Pain d’Epices: a French classic

November 18, 2016 § Leave a comment

I still remember the Pain d’Epices of my childhood, store-bought, dense, and plain (no nuts or dried fruit in it, which suited me just fine since I really did not care for the extra-sugary, syrupy cherry bits that seemed to be the standard addition in many a “pain d’epices”). Mine was simple and perfectly sliced in its cellophane wrapping. I could grab a piece anytime and I did!! I particularly enjoyed it with a piece of chocolate…

Fast forward a few years(..??) and here I am attempting the real deal…A Pain d’Epices with loads of dried fruit and nuts; and since homemade is still the bomb, it came out fantastically spicy, nutty and altogether delicious. Even got a major husband’s stamp of approval!

This recipe had been sitting in my files ( I think I cut that one out from the New-York Times) for quite some time and with the holidays approaching,  I really wanted to give it a try. Done! And needless to say, this will become a traditional giveaway dessert at SWEETTABLESCAPES. 

img_0021You’ll need:

2 cups nuts, preferably a mix of sliced almonds, slivered almonds, skinned pistachios, skinned hazelnuts, walnut halves and pine nuts

1 cup dried fruit cut in small dice, preferably equal amounts of apricots, figs, prunes and dates

1/4 cup dark raisins

1/4 cup golden raisins

finely grated zest of 1 lemon

finely grated zest of 1 orange

4 tsp baking soda

1 tsp pastis or other anise-flavored liqueur (we used Anisette)

1/4 tsp cinnamon

1/4 tsp freshly grated nutmeg

1/4 tsp ground cloves (optional)

pinch of salt

1 cup pine honey or other strong flavored honey (we used lavender honey)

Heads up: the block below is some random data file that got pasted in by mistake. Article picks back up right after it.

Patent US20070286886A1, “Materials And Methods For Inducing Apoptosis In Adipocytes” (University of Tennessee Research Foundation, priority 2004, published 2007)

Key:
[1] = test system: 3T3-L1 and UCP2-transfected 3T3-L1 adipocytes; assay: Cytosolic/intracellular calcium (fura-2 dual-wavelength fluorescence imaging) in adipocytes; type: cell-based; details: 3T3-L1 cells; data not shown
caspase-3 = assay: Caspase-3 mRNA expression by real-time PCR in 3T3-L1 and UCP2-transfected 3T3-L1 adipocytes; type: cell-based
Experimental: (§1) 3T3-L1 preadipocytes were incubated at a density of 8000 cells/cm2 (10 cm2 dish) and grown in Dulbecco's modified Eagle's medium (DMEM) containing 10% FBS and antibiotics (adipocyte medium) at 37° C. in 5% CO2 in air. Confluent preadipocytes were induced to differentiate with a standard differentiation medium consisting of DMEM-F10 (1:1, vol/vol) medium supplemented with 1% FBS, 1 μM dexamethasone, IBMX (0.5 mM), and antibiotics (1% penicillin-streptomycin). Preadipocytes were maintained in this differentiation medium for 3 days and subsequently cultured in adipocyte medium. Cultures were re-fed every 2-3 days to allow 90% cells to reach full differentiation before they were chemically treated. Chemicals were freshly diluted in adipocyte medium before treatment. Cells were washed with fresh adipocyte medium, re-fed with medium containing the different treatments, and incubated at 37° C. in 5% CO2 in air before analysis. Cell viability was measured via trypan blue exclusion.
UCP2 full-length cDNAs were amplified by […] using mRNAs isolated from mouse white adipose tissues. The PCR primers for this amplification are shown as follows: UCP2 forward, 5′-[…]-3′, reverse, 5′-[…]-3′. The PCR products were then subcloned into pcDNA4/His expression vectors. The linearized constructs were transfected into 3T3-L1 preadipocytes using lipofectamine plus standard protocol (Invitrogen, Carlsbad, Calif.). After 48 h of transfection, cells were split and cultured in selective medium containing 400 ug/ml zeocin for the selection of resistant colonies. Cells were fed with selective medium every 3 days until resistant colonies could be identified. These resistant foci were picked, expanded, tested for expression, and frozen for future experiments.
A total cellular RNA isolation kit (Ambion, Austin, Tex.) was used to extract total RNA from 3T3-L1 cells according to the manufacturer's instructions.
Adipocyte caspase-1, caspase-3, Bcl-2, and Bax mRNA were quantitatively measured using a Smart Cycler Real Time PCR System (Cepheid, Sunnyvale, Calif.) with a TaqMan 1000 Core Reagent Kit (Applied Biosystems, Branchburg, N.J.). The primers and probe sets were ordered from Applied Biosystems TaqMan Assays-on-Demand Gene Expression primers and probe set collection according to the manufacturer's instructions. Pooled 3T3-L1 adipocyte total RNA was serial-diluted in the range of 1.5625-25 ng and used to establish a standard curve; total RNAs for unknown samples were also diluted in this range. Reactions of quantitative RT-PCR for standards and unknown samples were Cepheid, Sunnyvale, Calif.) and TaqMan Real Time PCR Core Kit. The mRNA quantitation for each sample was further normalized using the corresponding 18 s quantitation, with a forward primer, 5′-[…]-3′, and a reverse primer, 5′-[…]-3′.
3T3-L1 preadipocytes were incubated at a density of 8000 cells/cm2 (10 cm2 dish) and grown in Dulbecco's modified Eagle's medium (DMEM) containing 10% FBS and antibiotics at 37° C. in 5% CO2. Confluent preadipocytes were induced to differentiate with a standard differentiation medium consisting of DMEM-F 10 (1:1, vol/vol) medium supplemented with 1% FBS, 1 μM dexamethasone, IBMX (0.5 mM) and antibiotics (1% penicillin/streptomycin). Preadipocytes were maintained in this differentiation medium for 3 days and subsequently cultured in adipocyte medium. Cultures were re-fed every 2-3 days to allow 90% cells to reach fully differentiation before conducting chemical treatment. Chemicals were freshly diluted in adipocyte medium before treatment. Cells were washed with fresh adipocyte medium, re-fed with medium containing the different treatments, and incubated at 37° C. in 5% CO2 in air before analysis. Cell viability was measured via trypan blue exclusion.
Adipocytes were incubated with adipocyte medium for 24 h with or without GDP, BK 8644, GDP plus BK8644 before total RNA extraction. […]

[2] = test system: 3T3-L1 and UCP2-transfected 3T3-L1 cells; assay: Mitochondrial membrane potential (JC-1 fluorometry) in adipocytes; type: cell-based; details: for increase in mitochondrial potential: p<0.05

3/4 cup sugar

2 TBsp dark rum

2 pieces star anise, tied in cheesecloth

3 cups all-purpose flour

Directions:

  1. Preheat oven to 350 F. Butter four or five aluminum-foil baby loaf pans. Dust insides with flour and tap out excess. Place pans on baking sheet; set aside.
  2. In large mixing bowl, combine nuts, diced fruit, dark raisins, golden raisins, lemon and orange zest. img_0001Mix well. Add baking soda, pastis, cinnamon, nutmeg, cloves and salt. Stir to mix.img_0002
  3. In medium saucepan over medium heat, combine 1 3/4 cups water with honey, sugar, rum and star anise. img_0003Bring to boil, and immediately remove from heat. Remove and discard star anise. Pour liquid into bowl of fruit and nuts, and stir gently.img_0004 img_0005Let mixture rest for 5 minutes, stirring occasionally . Add all-purpose flour, stir well and let rest for 2 or 3 minutes.img_0006img_0007
  4. Divide batter among pans; the pans will be about 3/4 full. img_0008Place baking sheet in oven. Bake until knife inserted in center of cakes comes out with the tiniest bit of moist batter at the tip, 45 to 50 minutes. (Check cakes after 20 minutes of baking; if at any time the cakes appear to be browning too quickly, cover them loosely with tent of aluminum foil.)img_0009
  5. Transfer cakes to a rack, and cool to room temperature. Unmold, and wrap in plastic film. To serve, cut into thin slices. the cakes are best after ripening for 3 days at room temperature. If sealed in airtight wrap, they may be frozen for a month.

NOTE: This cake is an excellent keeper. In fact, it should not really be eaten until 3 days after it’s made; its flavors need time to ripen. In addition, this cake is great toasted for breakfast and superb with savory foods.

 

 

 

 

 

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